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How to Paint an Oversized Design

With this relatively simple decorative painting technique, you can get the look of high-end wall coverings without the high price—or the pro

Add style by painting an oversized pattern on your walls
Photo by Deborah Whitlaw Llewellyn

For a one-of-a-kind look that is more personal than wallpaper, grab some blackboard chalk and start sketching. You'll need a pattern first, of course, so start small and think big. That's how decorative painter Brian Carter breathed new life into the dining room shown here. First, he hunted up a swirly floral wallpaper pattern to adapt as a larger, looser drawing. Then, using tracing paper, he copied the biggest shapes, stripping away the small stuff. Finally, he transferred his drawing to the walls, stepping up the scale dramatically for a fresh, whimsical effect. His oversized flowers, tendrils, and leaves never repeat, making them even more dynamic as they travel around the room, bumping up against the trim. Other tools of his trade include a chalk line to create a grid on the walls and an artist's round brush for maximum control when making curving lines. The paint itself is regular interior latex. Carter recommends trying out this technique in a little powder room, where it's easy to take a big risk, or in a dining room, adding, "It's a good place to be theatrical since you're mostly there in the evening." Read on for the steps he took to turn a fusty floral into a sensational swirl of curves and color.

Try it at home with our downloadable template


Steps // How to Paint an Oversized Design
1 ×

Make a Pattern

 
Step One // How to Paint an Oversized Design

Make a Pattern

make a pattern to transfer to your wall
Photo by Deborah Whitlaw Llewellyn

Using a pencil and tracing paper, borrow a pattern from a book or a piece of wallpaper, fabric, or even gift wrap. If the design is on an object, like a rug, take a photo, make a photocopy, and enlarge it. Trace the largest shapes, and make the pattern wider than it is tall so that it can wrap the room like a mural. Avoid repetitions.

Free Template: Download a design like the one shown here. Our template is designed for easy printing on an 8½-by-11-inch piece of paper. You can enlarge it, if you'd like, by photocopying it onto larger paper.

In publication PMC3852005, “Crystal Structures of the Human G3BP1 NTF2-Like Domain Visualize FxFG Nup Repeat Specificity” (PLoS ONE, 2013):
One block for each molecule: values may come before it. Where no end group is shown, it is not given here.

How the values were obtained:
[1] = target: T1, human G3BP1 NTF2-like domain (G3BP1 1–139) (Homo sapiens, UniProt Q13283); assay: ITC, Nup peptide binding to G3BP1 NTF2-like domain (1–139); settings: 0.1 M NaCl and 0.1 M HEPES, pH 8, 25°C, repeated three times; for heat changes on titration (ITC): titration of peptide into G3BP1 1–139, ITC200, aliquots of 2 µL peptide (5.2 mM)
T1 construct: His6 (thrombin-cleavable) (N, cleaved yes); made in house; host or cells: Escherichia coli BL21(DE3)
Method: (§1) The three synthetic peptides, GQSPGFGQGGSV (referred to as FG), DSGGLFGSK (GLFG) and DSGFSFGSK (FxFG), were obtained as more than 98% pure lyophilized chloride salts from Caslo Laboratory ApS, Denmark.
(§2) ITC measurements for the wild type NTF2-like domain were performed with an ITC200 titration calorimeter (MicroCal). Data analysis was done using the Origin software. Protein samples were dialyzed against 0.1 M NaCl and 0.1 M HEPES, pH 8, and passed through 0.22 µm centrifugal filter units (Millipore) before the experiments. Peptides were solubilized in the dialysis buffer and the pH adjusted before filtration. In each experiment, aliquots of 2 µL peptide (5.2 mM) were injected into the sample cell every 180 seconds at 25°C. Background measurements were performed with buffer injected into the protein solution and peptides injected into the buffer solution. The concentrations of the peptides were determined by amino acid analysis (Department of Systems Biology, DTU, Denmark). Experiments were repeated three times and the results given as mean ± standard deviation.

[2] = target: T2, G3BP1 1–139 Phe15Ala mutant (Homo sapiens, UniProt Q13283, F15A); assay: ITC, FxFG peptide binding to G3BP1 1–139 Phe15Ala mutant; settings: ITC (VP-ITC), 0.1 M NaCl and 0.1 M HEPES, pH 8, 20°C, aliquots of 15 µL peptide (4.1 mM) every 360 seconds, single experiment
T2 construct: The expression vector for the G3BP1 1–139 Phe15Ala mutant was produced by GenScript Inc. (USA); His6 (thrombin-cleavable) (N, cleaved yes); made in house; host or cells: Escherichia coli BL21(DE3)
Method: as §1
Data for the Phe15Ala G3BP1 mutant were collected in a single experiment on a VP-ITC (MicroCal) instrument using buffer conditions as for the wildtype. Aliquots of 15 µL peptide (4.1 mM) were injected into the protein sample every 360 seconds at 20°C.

2 ×

Create a Grid

 
Step Two // How to Paint an Oversized Design

Create a Grid

create a grid
Photo by Deborah Whitlaw Llewellyn

Using pale chalk dust, snap vertical and horizontal chalk lines on the walls at 12-inch intervals. Then draw a grid of 1-inch squares on the traced pattern. Use chalk to transfer the design, now 12 times larger, square by square onto the walls. Step back and make sure the design connects gracefully. Allow it to bump up against windows, ceiling, and doors – that's part of the charm.

NOTE: The proportions are up to you. If you transfer a one-inch square of
template to a one-foot square on the wall, you will enlarge the
pattern 12 times. You can play with the ratio to get the effect you
want.

 
3 ×

Paint the Outlines

 
Step Three // How to Paint an Oversized Design

Paint the Outlines

paint the outlines
Photo by Deborah Whitlaw Llewellyn

Carter started out with walls painted a neutral pale blue and used Benjamin Moore's Blair Gold for the outlines, applying it right over the chalk with a round artist's brush and long, smooth strokes. Let the paint dry. Then gently erase the remaining grid with a damp cloth so that it won't distract you during Step 4.

TOH Tip: To make smooth, curving lines, use a round #12 artist's brush, which offers more control than a housepainter's brush. Robert Simmons brush: PearlPaint

 
4 ×

Add Two Softly Contrasting Shades

 
Step Four // How to Paint an Oversized Design

Add Two Softly Contrasting Shades

add two softly contrasting shades
Photo by Deborah Whitlaw Llewellyn

Carter used Benjamin Moore's Salisbury Green inside the lines and Province Blue for the background. Using the same artist's brush, he dabbed on the paint to create a mottled effect, letting a bit of the pale-blue base color show through. This adds depth. Any mistakes can be easily painted over.

 
 
 

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